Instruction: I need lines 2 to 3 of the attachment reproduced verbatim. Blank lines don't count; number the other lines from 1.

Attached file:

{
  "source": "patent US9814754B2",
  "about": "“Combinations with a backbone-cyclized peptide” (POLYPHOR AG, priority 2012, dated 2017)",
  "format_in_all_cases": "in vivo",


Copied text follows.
  "source": "patent US9814754B2",
  "about": "“Combinations with a backbone-cyclized peptide” (POLYPHOR AG, priority 2012, dated 2017)",